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Iran Official Says Taliban Ready To Resume Cross-Border Transport

Mohammad-Taghi Hashemi, an Iranian official in Khorasan-Rzazavi province bordering Afghanistan said Sunday that the Taliban has "unofficially" agreed to normalize transit through border crossings they have seized. Officials say transport of goods through one of the border crossings into Taliban-controlled territory is in process now. 

Transport of goods between Iran and Afghanistan stopped following the Taliban capture of two key border crossings --  Dogharoon-Islam Qala, near the city of Taybad in Iran's Khorasan Razavi province, and Mahiroud, near the city of Birjand in South Khorasan province on Thursday and Friday, leaving open only the Milak-Zaranj border crossing in Sistan-Baluchestan province further south.

According to Hashemi, the official opening of the border crossings is awaiting orders from the capital. The border is expected to open officially in the next few days given "the people and government of Afghanistan and the local people's need for exchange [of goods] across the border and the income from that," he said, although it is the Taliban who would charge fees from transit of goods, not the government.

The spokesman of Iran's Customs Organization, Seyed Ruhollah Latifi, said Sunday that Mahirood-Abu Nasr Farahi border crossing in South Khorasan is now open to trucks delivering Iranian goods to Afghanistan and transportation across the border is in process as normal.

Latifi said Saturday that what happens on the other side of the border is outside the Iranian customs' jurisdiction and merchants can move their merchandise out of Iran if they complete the Iranian customs procedures. "After completion of customs procedures, Afghan merchants based on their own discretion are moving their merchandise out of Iran using their own trucks."

According to Latifi traffic across the border from Mahirood was slow on Saturday due to abandoned trucks on the Afghan side of the border.

The Taliban have recently made considerable territorial gains in fresh offensives, particularly in the north, the traditional stronghold of many former mujahedeen leaders. Kabul has in response tried to arm local volunteers and militias.

The seizure of border areas across from Iran on Thursday cast a shadow on two-day talks between the Taliban and the Afghan government in Tehran that concluded Thursday with a joint commitment to peaceful resolution of the Afghan conflict. The Taliban advance came only hours after the two sides had issued a statement describing the talks as "cordial."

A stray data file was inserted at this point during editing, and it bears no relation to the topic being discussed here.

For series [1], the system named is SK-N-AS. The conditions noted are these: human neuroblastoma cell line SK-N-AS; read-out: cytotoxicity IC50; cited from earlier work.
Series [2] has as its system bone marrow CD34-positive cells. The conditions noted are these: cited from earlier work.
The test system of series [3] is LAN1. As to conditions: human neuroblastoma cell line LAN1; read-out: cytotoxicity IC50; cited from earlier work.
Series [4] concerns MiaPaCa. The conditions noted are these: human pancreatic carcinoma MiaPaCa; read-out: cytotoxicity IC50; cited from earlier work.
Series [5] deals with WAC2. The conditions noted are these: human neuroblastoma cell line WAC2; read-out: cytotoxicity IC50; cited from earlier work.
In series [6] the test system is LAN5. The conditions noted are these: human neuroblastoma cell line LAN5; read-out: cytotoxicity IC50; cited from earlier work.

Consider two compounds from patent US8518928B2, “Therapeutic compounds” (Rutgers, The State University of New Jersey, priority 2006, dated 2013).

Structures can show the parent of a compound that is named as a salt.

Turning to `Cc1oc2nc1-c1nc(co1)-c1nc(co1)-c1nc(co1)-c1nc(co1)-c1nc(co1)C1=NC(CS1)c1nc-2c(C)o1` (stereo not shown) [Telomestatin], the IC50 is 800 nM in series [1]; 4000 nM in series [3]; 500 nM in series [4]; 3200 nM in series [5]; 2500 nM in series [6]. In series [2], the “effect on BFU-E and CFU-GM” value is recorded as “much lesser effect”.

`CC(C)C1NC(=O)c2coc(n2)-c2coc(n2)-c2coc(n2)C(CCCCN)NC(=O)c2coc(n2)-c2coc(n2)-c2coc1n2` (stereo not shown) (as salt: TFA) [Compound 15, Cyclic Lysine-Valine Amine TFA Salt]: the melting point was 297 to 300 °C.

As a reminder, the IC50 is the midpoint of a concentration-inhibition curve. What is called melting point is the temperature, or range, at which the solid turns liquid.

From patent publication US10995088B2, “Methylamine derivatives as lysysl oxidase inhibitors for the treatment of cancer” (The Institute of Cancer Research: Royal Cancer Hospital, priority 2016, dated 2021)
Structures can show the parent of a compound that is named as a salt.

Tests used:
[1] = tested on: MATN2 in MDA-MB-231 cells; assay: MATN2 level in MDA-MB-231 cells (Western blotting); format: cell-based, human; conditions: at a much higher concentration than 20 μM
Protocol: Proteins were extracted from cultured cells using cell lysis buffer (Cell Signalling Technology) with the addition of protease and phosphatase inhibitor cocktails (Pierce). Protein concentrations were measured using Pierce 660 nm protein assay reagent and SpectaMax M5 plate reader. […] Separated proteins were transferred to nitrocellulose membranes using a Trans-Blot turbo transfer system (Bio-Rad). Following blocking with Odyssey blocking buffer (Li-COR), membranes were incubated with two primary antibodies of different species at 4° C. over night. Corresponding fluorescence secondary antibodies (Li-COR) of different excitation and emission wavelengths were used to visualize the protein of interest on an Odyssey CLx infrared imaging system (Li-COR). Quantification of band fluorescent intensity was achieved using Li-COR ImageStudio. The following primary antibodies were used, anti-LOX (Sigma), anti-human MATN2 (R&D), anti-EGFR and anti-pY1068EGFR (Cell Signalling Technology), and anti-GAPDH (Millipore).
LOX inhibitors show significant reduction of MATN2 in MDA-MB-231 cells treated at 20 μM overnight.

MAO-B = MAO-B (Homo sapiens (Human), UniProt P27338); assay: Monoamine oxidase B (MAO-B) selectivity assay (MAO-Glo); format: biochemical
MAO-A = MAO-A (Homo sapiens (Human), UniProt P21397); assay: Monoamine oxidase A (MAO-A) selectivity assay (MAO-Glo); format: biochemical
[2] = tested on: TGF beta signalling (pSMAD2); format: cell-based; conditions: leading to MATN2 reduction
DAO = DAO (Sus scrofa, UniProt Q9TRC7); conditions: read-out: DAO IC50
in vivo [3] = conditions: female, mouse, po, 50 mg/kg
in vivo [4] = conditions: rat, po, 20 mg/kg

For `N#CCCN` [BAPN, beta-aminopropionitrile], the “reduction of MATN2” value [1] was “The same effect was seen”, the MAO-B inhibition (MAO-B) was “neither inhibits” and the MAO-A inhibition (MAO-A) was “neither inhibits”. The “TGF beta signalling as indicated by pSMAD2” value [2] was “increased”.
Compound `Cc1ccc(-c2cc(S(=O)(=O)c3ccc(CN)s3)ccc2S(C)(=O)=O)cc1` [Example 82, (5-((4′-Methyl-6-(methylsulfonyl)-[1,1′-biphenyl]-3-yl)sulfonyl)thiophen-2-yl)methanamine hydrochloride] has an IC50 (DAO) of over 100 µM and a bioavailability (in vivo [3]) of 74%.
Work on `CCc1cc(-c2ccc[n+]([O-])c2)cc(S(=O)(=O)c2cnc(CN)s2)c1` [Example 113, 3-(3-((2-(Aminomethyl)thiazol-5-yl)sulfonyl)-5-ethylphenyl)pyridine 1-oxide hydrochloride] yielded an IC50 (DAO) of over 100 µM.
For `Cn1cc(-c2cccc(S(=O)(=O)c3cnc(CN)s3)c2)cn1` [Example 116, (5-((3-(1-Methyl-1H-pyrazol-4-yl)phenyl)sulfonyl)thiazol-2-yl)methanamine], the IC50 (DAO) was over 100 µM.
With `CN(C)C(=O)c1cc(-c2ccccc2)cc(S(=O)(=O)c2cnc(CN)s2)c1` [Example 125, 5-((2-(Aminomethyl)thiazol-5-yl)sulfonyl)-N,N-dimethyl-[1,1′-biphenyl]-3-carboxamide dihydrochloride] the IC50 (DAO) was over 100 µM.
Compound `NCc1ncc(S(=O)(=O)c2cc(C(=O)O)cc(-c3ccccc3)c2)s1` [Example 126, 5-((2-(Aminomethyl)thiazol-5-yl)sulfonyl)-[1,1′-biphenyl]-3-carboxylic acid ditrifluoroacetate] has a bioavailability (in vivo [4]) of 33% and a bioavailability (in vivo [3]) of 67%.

Some Iranian hardliners have recently welcomed the idea of a Taliban government in Afghanistan. Kayhan, funded by the office of Supreme Leader Ali Khamenei, tried to lessen the potential dangers of a Taliban takeover in a commentary on June 27.

"Taliban rule in Afghanistan meets Iran's national interests better [than the current government] because [it will guarantee] Iran's share from the waters of Helmand, curb drug trafficking and insecurity in Iran's eastern borders, make circumvention of [US] sanctions easier and provided hardworking and cheap workforce for Iran's development," hardline politician Abdolreza Davari tweeted Friday.

A Wall Street Journal report from Kabul Sunday quoted a Taliban Commander in Central Afghanistan as claiming that Iran sponsors the Taliban fighters with rifles and ammunition, and a monthly wage of $580.

The report also said Afghan and Western officials say Tehran has quietly increased its supply of weapons, ammunition and funding to the Taliban and is now recruiting and training their fighters to counter US influence in the region and provide a counterweight to Islamic State's move into the Taliban territory in Afghanistan.

Afghanistan's state television on Sunday quoted the Wall Street Journal's allegations in a news program.

A British-Iranian journalist, political analyst and former correspondent of The National and journalist at Iran International
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